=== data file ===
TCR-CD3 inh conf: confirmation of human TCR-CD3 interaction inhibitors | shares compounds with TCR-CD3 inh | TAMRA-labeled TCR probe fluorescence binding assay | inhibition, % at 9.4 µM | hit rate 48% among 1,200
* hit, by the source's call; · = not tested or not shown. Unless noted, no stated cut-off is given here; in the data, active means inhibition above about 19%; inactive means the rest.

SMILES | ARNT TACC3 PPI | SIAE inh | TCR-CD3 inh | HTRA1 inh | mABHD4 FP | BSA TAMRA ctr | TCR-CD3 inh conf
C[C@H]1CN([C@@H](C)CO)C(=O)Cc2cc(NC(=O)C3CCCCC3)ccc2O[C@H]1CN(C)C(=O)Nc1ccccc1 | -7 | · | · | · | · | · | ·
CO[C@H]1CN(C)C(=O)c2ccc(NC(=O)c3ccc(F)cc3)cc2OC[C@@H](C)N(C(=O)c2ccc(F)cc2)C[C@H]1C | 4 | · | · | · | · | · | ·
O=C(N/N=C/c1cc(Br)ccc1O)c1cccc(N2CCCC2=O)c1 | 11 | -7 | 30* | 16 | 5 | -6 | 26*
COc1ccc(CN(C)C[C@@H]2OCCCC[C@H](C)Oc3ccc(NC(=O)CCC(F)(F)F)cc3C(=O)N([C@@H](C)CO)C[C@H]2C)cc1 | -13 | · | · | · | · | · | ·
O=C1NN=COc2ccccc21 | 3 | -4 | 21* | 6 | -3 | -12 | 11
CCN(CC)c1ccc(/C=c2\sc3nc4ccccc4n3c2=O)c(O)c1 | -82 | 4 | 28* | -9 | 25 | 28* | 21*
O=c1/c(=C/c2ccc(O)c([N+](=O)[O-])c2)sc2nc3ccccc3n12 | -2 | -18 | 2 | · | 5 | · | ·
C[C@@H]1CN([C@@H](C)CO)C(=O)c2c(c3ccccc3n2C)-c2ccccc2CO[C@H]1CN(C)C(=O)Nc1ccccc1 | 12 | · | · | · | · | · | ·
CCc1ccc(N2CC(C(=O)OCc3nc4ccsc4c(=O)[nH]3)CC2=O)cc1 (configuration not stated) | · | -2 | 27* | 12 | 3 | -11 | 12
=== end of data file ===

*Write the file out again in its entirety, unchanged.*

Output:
TCR-CD3 inh conf: confirmation of human TCR-CD3 interaction inhibitors | shares compounds with TCR-CD3 inh | TAMRA-labeled TCR probe fluorescence binding assay | inhibition, % at 9.4 µM | hit rate 48% among 1,200
* hit, by the source's call; · = not tested or not shown. Unless noted, no stated cut-off is given here; in the data, active means inhibition above about 19%; inactive means the rest.

SMILES | ARNT TACC3 PPI | SIAE inh | TCR-CD3 inh | HTRA1 inh | mABHD4 FP | BSA TAMRA ctr | TCR-CD3 inh conf
C[C@H]1CN([C@@H](C)CO)C(=O)Cc2cc(NC(=O)C3CCCCC3)ccc2O[C@H]1CN(C)C(=O)Nc1ccccc1 | -7 | · | · | · | · | · | ·
CO[C@H]1CN(C)C(=O)c2ccc(NC(=O)c3ccc(F)cc3)cc2OC[C@@H](C)N(C(=O)c2ccc(F)cc2)C[C@H]1C | 4 | · | · | · | · | · | ·
O=C(N/N=C/c1cc(Br)ccc1O)c1cccc(N2CCCC2=O)c1 | 11 | -7 | 30* | 16 | 5 | -6 | 26*
COc1ccc(CN(C)C[C@@H]2OCCCC[C@H](C)Oc3ccc(NC(=O)CCC(F)(F)F)cc3C(=O)N([C@@H](C)CO)C[C@H]2C)cc1 | -13 | · | · | · | · | · | ·
O=C1NN=COc2ccccc21 | 3 | -4 | 21* | 6 | -3 | -12 | 11
CCN(CC)c1ccc(/C=c2\sc3nc4ccccc4n3c2=O)c(O)c1 | -82 | 4 | 28* | -9 | 25 | 28* | 21*
O=c1/c(=C/c2ccc(O)c([N+](=O)[O-])c2)sc2nc3ccccc3n12 | -2 | -18 | 2 | · | 5 | · | ·
C[C@@H]1CN([C@@H](C)CO)C(=O)c2c(c3ccccc3n2C)-c2ccccc2CO[C@H]1CN(C)C(=O)Nc1ccccc1 | 12 | · | · | · | · | · | ·
CCc1ccc(N2CC(C(=O)OCc3nc4ccsc4c(=O)[nH]3)CC2=O)cc1 (configuration not stated) | · | -2 | 27* | 12 | 3 | -11 | 12